On February 25, the United States Treasury (UST) took action again to make billions of dollars of capital available to banks and thrifts that need or want to bolster their capital ratios.1 The new program, known as the Capital Assistance Program (CAP), is in addition to the Capital Purchase Program (CPP) whereby the UST has provided almost $200 billion to U.S. financial institutions since October 2008. The CAP consists of two core elements. First, bank regulators will perform a coordinated forward-looking capital assessment, or “stress test,” to determine whether any participating institution needs to establish an additional capital buffer to withstand potential losses caused by a significant worsening of the economy. Second, any eligible institution that fails the stress test will be required to either raise additional private capital or to offer mandatorily convertible preferred shares to the UST.  

Each of the 19 U.S. banking institutions that has consolidated assets in excess of $100 billion will be required to participate in the stress tests, and may access the CAP immediately as a means to establish any required additional capital buffer. Any U.S. banking institution with consolidated assets below $100 billion will be able to participate in the CAP on a voluntary basis, as long as it is a “Qualified Financial Institution” (QFI) and is “publicly traded.”2 A QFI is:  

  1. a U.S. bank or U.S. savings association that is not controlled by a Bank Holding Company (BHC) or a Savings and Loan Holding Company (SHLC); or
  2. a top-tier U.S. BHC; or
  3. a top-tier U.S. SLHC which engages solely or predominately in activities that are permitted for financial holding companies under relevant law.  

The UST will determine eligibility and allocations for each QFI after consultation with such institution’s federal banking regulator. The deadline for submission of applications for the CAP is May 25, 2009.3  

Stress Tests  

In order to receive any capital injections from the UST pursuant to the CAP, each participating QFI will be subjected to a one-time stress test by banking supervisors to estimate expected losses at such QFI over the next two years, assuming a “baseline” economic scenario and a more severe “adverse” scenario. The baseline scenario assumptions are based on the average of the economic projections published in February 2009 by Consensus Forecasts, the Blue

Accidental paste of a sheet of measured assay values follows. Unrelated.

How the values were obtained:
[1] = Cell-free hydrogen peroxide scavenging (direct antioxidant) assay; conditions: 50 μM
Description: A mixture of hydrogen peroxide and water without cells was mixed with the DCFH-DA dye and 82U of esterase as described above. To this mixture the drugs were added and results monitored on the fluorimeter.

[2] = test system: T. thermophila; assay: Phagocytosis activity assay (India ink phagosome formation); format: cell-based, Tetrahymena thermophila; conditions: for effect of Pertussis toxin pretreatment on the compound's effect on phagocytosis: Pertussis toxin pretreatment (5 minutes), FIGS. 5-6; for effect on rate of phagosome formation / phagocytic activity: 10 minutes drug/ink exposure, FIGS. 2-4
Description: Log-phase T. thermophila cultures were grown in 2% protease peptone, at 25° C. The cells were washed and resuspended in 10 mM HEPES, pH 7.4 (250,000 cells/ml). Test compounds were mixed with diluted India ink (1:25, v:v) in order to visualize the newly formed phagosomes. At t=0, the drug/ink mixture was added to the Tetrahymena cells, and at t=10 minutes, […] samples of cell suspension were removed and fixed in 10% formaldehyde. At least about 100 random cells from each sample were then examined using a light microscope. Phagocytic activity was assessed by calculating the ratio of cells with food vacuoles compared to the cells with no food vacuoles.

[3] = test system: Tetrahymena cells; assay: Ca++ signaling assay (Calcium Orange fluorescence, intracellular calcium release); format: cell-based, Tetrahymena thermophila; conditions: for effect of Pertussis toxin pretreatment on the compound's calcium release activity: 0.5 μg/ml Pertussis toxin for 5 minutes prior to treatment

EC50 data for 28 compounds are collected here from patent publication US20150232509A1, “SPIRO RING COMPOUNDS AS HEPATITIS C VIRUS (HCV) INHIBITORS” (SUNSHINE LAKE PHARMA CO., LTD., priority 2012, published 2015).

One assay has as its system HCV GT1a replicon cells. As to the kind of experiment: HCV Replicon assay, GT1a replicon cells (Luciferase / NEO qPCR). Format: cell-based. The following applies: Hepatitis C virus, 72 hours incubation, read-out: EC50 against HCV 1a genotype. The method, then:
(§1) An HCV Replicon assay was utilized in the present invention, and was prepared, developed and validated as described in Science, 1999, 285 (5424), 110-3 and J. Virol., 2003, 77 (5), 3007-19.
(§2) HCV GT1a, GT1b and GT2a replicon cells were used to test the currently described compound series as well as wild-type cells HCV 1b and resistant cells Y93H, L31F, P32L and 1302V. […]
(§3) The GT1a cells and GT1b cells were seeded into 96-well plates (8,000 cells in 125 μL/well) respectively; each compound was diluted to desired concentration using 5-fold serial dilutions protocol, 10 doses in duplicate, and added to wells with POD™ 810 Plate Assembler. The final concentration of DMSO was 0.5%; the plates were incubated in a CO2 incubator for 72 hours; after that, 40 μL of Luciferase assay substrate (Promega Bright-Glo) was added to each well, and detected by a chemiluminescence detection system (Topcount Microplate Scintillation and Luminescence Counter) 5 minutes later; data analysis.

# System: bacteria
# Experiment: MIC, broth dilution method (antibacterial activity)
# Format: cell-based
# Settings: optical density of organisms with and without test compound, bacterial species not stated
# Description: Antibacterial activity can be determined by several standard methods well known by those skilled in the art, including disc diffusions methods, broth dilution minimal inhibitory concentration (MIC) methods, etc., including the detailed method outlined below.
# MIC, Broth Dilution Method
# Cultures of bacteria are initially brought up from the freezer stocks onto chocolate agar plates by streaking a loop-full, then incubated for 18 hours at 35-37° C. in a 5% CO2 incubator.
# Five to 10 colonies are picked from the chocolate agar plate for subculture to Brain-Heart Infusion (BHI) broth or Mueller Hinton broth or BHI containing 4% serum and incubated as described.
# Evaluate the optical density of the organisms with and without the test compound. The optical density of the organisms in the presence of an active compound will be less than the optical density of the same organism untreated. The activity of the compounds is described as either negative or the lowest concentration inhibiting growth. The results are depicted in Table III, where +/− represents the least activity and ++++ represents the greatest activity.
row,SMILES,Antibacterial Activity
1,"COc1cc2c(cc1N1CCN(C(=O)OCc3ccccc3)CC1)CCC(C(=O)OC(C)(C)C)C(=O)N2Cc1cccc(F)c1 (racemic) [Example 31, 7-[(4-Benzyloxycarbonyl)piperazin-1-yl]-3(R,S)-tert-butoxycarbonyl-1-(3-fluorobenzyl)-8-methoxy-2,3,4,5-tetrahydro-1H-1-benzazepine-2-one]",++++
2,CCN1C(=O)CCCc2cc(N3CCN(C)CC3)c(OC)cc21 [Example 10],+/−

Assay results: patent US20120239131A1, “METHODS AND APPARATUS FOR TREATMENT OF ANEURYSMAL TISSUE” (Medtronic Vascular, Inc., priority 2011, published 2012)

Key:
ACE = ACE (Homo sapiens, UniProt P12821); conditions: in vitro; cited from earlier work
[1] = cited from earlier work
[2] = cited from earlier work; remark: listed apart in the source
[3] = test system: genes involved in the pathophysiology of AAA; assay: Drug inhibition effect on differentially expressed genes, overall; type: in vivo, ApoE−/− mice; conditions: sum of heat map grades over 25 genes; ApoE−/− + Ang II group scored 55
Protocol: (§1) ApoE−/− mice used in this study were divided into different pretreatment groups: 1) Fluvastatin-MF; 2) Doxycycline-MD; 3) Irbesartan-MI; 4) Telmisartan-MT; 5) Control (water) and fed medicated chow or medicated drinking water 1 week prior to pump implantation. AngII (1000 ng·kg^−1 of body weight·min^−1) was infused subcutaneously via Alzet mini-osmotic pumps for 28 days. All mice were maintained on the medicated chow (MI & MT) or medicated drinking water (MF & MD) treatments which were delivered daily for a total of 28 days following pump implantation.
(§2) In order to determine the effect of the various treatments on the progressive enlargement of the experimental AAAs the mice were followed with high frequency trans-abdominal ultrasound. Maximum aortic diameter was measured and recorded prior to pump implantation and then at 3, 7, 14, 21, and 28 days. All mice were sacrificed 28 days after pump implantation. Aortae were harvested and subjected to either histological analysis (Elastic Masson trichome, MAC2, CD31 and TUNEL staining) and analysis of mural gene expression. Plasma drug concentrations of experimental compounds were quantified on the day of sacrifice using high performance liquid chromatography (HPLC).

Chip survey and the Survey of Professional Forecasters. Under this scenario, it is assumed that (i) GDP will decline 2% in 2009 and increase 2.1% in 2010, (ii) unemployment will be 8.4% in 2009 and 8.8% in 2010, and (iii) housing prices will fall 14% in 2009 and 4% in 2010. The adverse scenario reflects a deeper and longer recession than in the consensus baseline, and under that scenario it is assumed that (i) GDP will fall 3.3% in 2009 and rise only 0.5% in 2010, (ii) unemployment will be 8.9% in 2009 and be 10.3% in 2010, and (iii) housing prices will decline 22% in 2009 and 7% in 2010.  

Supervisors will use the results of the stress tests to determine the amount of additional capital, if any, which such QFI needs in order to be able to continue lending and to absorb the potential losses that could result from a more severe decline in the economy than projected. Each such QFI will have six months to raise that capital from private sources, but to the extent it is unable to do so, it will be required to access the capital by offering mandatorily convertible, cumulative preferred shares (Convertible Preferred) to UST.4  

Terms of Convertible Preferred Shares  

The following are the main terms of the Convertible Preferred to be issued to the UST pursuant to the CAP:  

  • Each QFI may issue and sell to the UST Convertible Preferred in an amount equal to not less than 1% of its riskweighted assets and not more than 2% of its risk-weighted assets plus any additional amount of Convertible Preferred to the extent the additional proceeds are used to redeem preferred shares sold under the CPP or the UST’s Targeted Investment Program.5